Suddenly I was shaking too. I felt as if I were rooted to the floor, yet trembling with intense feeling. I had to make an effort not to cry, but it wasn’t simply grief, for my body had become buoyant and warm. I stared at the woman’s hand sketching a movement in the air. It was pale, delicate. Even after the hand was tucked away in her lap, and Muktananda’s voice had begun to speak, I went on staring while the forms and colors of the room glided before my eyes like paper cutouts. The words “afloat in tears,” repeated themselves over and over in my mind; an idea seized hold of me: all of us did our best against suffering and useless pain. Those nightmarish forms the woman had talked about were the element of my life, and everyone’s life. All of us sitting in this room were on the point of crying out, for we existed far from the light.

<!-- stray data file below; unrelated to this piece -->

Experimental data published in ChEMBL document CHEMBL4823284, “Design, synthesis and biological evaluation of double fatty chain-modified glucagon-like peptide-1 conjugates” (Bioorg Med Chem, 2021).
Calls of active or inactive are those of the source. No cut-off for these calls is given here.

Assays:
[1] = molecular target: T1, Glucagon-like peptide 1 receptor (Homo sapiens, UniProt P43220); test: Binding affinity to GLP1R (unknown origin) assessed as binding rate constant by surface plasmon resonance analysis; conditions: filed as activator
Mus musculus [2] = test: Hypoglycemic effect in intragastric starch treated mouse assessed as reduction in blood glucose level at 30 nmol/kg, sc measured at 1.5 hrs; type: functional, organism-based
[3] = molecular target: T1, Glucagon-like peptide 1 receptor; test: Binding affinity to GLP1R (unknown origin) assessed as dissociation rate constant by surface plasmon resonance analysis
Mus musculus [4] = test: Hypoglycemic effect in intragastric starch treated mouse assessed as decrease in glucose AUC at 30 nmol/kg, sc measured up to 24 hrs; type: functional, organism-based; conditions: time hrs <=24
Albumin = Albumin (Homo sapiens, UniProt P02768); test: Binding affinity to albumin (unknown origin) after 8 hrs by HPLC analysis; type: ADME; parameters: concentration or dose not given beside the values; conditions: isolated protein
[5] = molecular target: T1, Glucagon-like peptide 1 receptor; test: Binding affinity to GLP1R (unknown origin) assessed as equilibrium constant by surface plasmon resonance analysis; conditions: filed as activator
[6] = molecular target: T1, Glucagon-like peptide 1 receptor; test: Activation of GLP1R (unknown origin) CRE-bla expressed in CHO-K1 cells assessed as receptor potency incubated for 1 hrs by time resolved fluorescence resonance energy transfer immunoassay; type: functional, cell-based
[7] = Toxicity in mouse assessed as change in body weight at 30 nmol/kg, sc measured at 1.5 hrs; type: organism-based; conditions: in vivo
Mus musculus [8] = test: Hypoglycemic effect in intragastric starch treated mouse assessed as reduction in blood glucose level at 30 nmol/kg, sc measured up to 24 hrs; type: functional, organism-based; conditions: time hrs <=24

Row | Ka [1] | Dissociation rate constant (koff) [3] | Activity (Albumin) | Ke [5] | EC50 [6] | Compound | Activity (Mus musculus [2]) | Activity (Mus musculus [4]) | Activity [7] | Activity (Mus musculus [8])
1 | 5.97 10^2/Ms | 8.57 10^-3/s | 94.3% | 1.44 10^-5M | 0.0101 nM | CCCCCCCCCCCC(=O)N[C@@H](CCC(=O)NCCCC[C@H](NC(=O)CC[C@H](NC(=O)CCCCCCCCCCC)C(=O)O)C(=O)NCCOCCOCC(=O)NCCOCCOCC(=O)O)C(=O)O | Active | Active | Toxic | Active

As I stared at Muktananda’s quick movements, I was aware that my mouth was hanging open, yet I couldn’t seem to close it. For some reason I wasn’t frightened; I was even pleased, though I couldn’t say why. My jaws felt like hinged gates into a cave full of tears. Muktananda had done this, but what had he done, and how? We hadn’t talked very much, and he had hardly looked at me. He was not especially charismatic: no great gestures or piercing glances. He moved around a lot on his throne, picked his nose, and played with his fingers. I became fascinated by his large stomach, which seemed out of place on a man of such slight build. And all the while I held my tears in by an effort of subtle attention. The tears seeped onto my face anyway, a few at a time.